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BorgWarner anticipates $2.3B in new business 2011-2013, driven by demands for fuel efficiency in combustion engine powertrains

Powertrain component supplier BorgWarner Inc. announced $2.3 billion of expected net new powertrain business for 2011 through 2013, a 28% increase over its previous three-year net new business. The company expects demand for the company’s technologies related to fuel efficiency, such as gasoline and diesel turbochargers, dual-clutch transmission technology, engine timing systems and emissions products, to continue to drive strong growth.

Of the total new business, 77% is anticipated from engine-related products such as turbochargers, ignition systems, emissions products, engine timing systems, variable cam timing modules and thermal systems. The other 23% is expected from drivetrain-related products including the company’s fuel-efficient DualTronic transmission technology and its traditional automatic transmission and all-wheel drive technologies.

Improving fuel economy, lowering emissions and enhancing the driving experience remain key objectives for auto makers around the world. Over the next three years, we believe our fuel-efficient technologies will be in high demand as the industry continues to implement advanced powertrain strategies.

We have significantly outpaced the growth of the industry by developing fuel-efficient technologies that meet the needs of the global market. We expect this trend to continue. The European market remains the leader in the adoption of new powertrain technology and Europe accounts for 45% of our expected new business. As our expansion in Asia continues, new business sales are expected to account for about 30% of the total in that region by the end of the period.

China represents nearly two-thirds of that new business as our sales to the world’s fastest growing market continue to accelerate. Approximately 25% of the anticipated new business over the three years is in the Americas, up from 20% in the previous three-year net new business.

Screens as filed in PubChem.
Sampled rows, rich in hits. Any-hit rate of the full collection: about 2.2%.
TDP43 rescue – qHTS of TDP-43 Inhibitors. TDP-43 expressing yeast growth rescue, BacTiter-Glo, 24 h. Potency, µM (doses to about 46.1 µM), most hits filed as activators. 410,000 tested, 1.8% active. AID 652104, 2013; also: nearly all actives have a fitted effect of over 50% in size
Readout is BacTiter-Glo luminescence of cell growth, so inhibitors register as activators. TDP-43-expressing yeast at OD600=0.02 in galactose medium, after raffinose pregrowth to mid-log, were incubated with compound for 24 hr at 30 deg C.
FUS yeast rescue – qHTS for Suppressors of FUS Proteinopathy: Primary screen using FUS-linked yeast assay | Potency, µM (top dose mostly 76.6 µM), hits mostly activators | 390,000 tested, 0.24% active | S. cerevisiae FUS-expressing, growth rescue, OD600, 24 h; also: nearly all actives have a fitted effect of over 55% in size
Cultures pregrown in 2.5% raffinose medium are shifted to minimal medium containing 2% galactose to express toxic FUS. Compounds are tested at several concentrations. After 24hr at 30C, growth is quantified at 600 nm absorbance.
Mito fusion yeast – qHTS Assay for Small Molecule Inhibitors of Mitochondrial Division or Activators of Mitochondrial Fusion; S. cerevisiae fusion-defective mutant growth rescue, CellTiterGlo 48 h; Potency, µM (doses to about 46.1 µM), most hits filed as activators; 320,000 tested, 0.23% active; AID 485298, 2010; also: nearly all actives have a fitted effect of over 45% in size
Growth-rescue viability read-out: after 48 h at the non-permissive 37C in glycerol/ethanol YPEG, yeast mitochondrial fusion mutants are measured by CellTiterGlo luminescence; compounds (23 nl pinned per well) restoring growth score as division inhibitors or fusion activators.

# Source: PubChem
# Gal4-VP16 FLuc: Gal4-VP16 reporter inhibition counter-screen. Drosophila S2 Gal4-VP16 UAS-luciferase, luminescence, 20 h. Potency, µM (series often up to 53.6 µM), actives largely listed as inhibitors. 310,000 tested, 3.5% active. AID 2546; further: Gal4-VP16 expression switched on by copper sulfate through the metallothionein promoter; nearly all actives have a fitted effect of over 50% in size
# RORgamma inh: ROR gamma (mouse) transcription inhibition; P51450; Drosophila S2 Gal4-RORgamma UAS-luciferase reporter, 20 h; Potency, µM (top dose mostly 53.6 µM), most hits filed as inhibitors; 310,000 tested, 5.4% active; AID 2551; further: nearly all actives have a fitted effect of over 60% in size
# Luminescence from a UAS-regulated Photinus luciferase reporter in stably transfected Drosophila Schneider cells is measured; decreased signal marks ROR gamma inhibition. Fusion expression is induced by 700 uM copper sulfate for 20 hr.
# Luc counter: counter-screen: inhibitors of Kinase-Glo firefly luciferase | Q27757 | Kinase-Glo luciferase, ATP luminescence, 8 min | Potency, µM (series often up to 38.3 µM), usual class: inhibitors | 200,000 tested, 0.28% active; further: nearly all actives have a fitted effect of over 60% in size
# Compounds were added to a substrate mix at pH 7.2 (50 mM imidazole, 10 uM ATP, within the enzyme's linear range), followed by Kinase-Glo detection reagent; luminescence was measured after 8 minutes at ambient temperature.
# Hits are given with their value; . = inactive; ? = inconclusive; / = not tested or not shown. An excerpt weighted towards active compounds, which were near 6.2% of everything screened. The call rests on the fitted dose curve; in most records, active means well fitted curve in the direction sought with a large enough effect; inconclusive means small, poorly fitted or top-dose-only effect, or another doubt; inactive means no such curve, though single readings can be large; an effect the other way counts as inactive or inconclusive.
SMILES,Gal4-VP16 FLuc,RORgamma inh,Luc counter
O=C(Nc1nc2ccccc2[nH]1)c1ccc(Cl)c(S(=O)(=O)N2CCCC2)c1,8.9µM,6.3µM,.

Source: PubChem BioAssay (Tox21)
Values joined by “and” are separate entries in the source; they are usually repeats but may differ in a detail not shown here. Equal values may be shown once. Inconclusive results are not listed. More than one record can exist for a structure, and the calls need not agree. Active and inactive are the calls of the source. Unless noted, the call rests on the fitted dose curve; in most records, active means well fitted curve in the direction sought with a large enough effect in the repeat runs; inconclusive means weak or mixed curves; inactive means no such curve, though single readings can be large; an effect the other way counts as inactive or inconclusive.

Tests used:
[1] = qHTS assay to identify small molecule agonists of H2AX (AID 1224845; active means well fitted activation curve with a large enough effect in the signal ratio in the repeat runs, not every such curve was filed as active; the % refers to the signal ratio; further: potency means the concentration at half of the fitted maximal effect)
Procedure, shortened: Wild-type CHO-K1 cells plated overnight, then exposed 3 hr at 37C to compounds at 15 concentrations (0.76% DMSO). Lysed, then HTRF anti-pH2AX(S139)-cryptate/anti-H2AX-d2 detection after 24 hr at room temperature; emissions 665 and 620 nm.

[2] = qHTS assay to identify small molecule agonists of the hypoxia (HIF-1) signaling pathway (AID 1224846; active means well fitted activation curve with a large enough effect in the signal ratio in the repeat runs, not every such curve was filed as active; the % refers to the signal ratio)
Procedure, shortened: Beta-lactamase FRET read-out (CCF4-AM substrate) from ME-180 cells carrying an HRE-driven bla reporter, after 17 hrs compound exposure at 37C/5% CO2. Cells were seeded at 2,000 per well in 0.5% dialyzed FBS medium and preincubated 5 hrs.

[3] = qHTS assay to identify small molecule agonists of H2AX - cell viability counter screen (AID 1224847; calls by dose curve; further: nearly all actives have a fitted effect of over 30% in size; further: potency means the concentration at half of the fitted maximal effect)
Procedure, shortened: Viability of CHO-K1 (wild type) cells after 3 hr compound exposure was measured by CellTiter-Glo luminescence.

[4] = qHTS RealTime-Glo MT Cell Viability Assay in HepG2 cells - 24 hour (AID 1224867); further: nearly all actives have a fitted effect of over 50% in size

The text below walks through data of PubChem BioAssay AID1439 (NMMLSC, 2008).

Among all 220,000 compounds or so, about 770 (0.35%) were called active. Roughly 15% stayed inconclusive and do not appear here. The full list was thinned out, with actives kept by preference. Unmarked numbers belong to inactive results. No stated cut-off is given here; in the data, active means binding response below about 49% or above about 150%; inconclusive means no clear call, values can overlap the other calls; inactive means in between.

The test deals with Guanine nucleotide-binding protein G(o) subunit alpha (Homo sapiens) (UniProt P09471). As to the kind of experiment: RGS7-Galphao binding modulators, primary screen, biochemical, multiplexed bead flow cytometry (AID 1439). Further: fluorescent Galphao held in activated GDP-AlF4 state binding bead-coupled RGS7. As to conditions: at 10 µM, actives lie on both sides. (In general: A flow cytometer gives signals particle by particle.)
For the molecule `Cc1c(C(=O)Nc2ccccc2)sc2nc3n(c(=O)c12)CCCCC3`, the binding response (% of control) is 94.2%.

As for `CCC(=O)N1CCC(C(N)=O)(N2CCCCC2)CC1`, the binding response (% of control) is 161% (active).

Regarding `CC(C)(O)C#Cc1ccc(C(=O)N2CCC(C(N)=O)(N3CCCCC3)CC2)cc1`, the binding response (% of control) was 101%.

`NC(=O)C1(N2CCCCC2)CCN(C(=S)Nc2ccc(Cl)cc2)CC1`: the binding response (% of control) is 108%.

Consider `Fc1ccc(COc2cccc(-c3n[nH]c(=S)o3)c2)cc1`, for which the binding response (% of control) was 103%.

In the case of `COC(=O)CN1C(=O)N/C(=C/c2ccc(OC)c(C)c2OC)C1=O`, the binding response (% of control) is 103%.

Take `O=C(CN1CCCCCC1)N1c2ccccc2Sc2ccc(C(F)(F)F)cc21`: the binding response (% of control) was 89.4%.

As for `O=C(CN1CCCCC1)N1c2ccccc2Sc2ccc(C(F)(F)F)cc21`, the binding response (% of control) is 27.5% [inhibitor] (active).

Tightening emissions standards and a sharpened focus on fuel economy in the commercial vehicle market is expected to provide additional growth for BorgWarner. The top twenty customers of our three-year net new business include three commercial vehicle original equipment manufacturers. Approximately 15% of the expected new business is related to the commercial vehicle market.

—Timothy M. Manganello, Chairman and CEO

Advanced technology turbochargers account for about 32% of the company’s net new business, led by turbochargers for gasoline direct injected (GDI) engines. Turbocharging GDI engines is a key strategy employed by automakers to address the issues of fuel efficiency and emissions reduction while maintaining vehicle performance. The market for gasoline engine turbochargers is expected to nearly triple over the next five years, from about 3.5 million units today to over 10 million by 2015. Europe will remain the largest market for gasoline turbochargers but North America will be the fastest growing one.

Another 13% of the new business is tied to the company’s dual-clutch technology. The technology provides the fuel-efficiency and fun-to-drive characteristics of a manual transmission with the convenience and smooth shifting of an automatic. The number of dual-clutch transmissions in the market is expected to grow nearly 400% over the next five years to nearly 6 million units by 2015.



China will represent 2/3 of the advanced power trains business and the Americas will account for only 25%. Will this reversing trend become reality across the board? The world is changing so fast. Who would have guessed that we would have gone (relatively) down so quickly.

Many would say that's history repeating itself. Leading nations come and go. How will the majority accept the long (relative) downward trend ahead of us.

Will it be stabilized, stopped and reversed? Do we know how and do we have the wisdom and resolve to do it? Are we capable of weaning ourselves of the many acquired misconceptions and misdeeds that took us on that ill-fated path? Interesting decades ahead.


We'll see what happens to the world oil supply. As e.g. Saudi Arabia runs out of natural gas and has to burn crude to generate electricity and desalinate water, there's going to be less room for an expanding vehicle fleet everywhere, Chindia included.

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